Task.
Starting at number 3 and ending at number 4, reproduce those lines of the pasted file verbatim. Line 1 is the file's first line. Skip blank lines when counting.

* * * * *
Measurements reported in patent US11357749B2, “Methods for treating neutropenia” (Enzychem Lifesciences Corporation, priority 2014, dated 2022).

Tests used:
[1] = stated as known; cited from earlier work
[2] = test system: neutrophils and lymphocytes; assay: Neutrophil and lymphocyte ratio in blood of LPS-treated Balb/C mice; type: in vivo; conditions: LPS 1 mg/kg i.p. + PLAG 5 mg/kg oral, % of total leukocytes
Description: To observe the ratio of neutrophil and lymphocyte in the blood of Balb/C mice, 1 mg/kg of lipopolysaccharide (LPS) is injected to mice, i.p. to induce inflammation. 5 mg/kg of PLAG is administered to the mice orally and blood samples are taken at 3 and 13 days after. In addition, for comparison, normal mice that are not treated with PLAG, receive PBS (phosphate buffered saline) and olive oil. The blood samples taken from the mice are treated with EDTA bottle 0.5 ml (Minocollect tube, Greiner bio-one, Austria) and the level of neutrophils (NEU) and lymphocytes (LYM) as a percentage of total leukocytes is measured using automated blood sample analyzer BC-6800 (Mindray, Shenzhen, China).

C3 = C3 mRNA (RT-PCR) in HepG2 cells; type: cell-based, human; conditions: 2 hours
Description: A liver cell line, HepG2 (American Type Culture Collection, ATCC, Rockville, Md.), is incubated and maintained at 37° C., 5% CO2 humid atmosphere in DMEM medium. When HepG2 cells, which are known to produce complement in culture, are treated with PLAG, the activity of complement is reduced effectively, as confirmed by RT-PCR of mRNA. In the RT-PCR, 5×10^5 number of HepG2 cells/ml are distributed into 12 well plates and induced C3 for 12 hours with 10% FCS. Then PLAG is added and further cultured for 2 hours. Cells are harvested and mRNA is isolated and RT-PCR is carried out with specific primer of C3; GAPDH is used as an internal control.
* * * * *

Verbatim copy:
[1] = stated as known; cited from earlier work
[2] = test system: neutrophils and lymphocytes; assay: Neutrophil and lymphocyte ratio in blood of LPS-treated Balb/C mice; type: in vivo; conditions: LPS 1 mg/kg i.p. + PLAG 5 mg/kg oral, % of total leukocytes